Buy an iPump Now go to ipump.uk
Last updated: 11 October 2014 see News.
Please visit my company website, maestrodataservices.uk.
IMPORTANT UPDATE (3-Nov-13)
This website describes the first phase of work I did on developing an insulin pump I started in 2007. The design has now been superseded by an almost complete redesign that addresses flow control from a pressurised reservoir, accurate delivery, a detector for delivery confirmation, occlusion detection and fill and empty detection, and failure detection. However I won't be publishing any more details for copyright/patent reasons. Lack of money and time due to other commitments put this new phase of developmet on hold.
With such amazing technology around why isn't there a small discreet easy to use way of delivering insulin?
When my daughter (pictured above) was diagnosed with type 1 diabetes just before her 8th birthday in 2007 I decided I'd have a go at designing and building a delivery system that could improve her quality of life. So I'm developing a discreet, wearable insulin delivery system that can be controlled via a mobile phone, or activated manually. I'm not calling it an insulin pump because initially I'm not intending it to work over the whole day; but just deliver boluses when requested by the user.
This web site will keep you up to date with my progress and describe my progress so far. If you're new to the web site, read the first part of the "Overview" page to get an good idea of the project.
My only motivation is to give my daughter a better quality of life. I am not intending to make any money, that's why I'm putting everything on this web site. If some one can do a better job then please take any or all of the ideas here and go ahead and do it. If there's a company director reading this who thinks they could get this done, and thinks they can make some money out of it please take all the ideas you want. I not going to copyright anything or patent anything - take what you want. Just get it done as fast as you can so my daughter can benefit as soon as possible.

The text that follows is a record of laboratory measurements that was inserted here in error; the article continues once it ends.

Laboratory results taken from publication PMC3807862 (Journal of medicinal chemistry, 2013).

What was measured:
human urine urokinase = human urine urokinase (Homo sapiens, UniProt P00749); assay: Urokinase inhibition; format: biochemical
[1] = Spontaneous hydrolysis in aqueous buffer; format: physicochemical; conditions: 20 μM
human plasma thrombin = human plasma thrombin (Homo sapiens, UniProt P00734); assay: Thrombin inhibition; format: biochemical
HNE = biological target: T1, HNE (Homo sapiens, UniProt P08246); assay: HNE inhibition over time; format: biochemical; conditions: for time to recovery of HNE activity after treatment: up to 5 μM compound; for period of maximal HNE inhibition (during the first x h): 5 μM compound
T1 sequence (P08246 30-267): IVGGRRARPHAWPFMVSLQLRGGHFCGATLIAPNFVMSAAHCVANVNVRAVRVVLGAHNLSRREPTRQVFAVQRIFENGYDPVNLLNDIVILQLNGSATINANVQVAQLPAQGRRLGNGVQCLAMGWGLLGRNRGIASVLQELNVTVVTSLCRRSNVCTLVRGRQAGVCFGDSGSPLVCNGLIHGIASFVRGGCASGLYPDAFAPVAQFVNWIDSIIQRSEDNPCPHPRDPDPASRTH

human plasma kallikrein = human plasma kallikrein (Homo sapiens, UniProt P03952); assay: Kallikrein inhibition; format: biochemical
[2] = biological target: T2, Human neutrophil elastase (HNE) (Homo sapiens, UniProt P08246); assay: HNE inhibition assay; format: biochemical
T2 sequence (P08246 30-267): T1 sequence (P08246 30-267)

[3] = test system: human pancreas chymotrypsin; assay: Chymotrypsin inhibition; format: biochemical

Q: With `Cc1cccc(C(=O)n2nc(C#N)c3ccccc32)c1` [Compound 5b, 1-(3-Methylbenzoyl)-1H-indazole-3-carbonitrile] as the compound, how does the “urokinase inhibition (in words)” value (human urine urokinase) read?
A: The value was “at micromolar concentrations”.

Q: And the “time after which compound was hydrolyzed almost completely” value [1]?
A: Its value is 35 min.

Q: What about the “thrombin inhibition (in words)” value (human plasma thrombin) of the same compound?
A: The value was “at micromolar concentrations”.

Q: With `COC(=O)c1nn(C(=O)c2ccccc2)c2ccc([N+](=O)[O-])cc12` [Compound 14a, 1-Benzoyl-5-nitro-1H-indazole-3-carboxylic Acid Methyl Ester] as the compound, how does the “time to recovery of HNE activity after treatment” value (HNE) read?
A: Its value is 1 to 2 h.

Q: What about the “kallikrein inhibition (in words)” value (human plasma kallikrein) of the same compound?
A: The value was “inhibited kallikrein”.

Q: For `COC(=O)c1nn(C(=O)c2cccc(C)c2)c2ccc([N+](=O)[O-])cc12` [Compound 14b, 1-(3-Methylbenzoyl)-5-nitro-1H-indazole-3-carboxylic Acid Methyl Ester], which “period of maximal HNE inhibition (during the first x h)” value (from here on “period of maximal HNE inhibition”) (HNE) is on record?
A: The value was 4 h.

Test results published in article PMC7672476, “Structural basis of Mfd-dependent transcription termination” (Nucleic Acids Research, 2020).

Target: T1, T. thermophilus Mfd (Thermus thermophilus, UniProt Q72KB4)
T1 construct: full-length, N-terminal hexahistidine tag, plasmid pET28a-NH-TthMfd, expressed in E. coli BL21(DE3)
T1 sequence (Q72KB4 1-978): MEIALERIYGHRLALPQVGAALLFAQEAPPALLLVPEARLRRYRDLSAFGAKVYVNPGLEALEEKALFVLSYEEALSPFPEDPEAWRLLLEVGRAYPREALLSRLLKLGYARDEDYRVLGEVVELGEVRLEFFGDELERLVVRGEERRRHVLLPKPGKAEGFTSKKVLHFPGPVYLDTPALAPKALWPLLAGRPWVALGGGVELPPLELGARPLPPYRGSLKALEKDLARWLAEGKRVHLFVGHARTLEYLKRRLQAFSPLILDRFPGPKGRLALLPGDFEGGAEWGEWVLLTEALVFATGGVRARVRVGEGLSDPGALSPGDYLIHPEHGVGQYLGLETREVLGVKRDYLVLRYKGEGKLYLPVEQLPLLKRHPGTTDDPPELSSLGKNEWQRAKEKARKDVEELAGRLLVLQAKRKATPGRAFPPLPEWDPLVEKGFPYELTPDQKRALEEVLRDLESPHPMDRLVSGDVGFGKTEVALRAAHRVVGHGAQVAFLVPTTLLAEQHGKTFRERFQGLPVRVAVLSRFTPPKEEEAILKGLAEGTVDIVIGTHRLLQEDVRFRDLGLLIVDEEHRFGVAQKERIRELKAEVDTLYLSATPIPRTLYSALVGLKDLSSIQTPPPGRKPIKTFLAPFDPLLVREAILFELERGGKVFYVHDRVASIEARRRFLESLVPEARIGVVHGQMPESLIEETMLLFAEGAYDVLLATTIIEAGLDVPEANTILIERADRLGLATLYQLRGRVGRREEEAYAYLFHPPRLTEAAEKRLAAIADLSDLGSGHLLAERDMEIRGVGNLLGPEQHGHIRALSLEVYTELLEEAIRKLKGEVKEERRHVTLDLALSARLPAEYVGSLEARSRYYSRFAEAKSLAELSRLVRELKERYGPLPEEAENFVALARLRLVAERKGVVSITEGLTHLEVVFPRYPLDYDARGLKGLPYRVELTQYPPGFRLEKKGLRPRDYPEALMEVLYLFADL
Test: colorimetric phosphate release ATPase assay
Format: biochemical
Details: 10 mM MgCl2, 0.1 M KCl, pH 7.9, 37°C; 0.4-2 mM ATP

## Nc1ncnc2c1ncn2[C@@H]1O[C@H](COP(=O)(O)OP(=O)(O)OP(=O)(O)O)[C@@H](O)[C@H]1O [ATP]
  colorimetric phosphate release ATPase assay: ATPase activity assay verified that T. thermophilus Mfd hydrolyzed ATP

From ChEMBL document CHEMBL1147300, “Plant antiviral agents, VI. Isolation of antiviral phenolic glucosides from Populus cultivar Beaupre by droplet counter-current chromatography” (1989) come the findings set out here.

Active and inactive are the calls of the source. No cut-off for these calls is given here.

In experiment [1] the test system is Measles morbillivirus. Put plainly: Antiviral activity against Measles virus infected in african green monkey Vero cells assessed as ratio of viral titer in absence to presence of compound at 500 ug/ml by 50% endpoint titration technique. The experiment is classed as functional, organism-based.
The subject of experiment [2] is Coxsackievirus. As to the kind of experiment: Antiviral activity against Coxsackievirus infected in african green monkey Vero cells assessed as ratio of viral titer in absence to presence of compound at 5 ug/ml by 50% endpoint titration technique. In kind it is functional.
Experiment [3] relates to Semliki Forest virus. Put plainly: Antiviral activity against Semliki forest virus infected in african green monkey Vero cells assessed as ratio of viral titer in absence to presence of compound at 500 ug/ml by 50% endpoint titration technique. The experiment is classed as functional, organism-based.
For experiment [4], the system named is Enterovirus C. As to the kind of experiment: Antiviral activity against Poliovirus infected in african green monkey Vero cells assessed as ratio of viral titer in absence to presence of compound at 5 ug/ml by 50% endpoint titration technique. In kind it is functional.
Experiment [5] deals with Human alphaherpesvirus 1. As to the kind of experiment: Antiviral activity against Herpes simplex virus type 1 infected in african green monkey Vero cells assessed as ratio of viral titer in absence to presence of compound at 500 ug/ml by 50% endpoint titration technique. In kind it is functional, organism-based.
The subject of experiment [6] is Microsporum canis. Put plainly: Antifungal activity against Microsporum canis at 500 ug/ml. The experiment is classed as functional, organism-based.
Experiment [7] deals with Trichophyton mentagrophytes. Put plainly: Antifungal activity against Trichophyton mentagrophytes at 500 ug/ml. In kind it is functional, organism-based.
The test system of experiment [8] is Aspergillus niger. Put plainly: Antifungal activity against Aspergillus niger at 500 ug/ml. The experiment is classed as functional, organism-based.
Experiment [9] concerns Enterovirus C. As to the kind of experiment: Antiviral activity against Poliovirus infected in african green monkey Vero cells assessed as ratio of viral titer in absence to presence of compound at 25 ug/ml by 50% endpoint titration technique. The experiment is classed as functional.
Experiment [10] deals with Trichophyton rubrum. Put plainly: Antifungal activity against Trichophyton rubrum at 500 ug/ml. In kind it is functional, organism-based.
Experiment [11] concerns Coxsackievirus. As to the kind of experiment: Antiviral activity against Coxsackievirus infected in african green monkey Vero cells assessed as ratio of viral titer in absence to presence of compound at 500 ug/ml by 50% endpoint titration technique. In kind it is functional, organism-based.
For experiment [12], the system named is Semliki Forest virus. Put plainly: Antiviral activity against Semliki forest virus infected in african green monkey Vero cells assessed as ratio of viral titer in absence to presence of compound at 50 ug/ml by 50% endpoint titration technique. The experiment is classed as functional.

COMPANIES, UNIVERSITIES, VENTURE CAPITALISTS - WOULD YOU LIKE TO TAKE THIS TO MARKET? PLEASE GET IN CONTACT. (1-August-13) PRESENTLY IN THE PLANNING STAGE TO FUND THIS PROJECT, BUT PLEASE JOIN US IF YOU CAN.
FINISHED VERSION 1 PRODUCTION PROTOTYPE
Completed production prototype in my hand. It's only 7mm thick, length 50mm, width 35mm.
Here is a comparison with the medtronic pump. Note, the Medtronic pump is also 20mm thick.
WATCH THE TEST-BED DEMO VIDEO HERE.
PRODUCTION PROTOTYPE VIDEO HERE.
Main advantages over presently available pumps and soon to be released pumps.
- Size. I'm pretty sure it's smaller than every available pump and all the pumps that are about to come out. Specifically the thickness which I think is the most important dimension.
- Portability. You don't have to carry around a PDA, boluses can be delivered via the button on the pump.
- Furthermore if you do keep the controller with you, it's just a standard phone which reduces the number of devices you have to carry.
Here is a list of links to the best (in my opionion) new small pumps that are close to being available.
www.cellnovo.com (UK company! UPDATE: Message from Cellnove 25-Feb-13 tells me they are CE Marked and are preparing to launch in the EU and are planning FDA approval)
www.jewelpump.com (I really like this one).
www.steadymed.co.il (no progress on this for ages, but it look like it would be nice and small)
www.medingo.com (Solo pump, bought by Roche and not scheduled for release until 2012 - why?)
and the only pump that is currently available that comes close to these AND is now available in the UK is the Omnipod. It's far from perfect. No bolus button. Not reusable. Not that small (particularly the profile), although a smaller version has just come out. Custom handset that looks large and unattractive. But I do like the fact that the handset has a built in glucose meter and uses what I consider the best test strips on the market.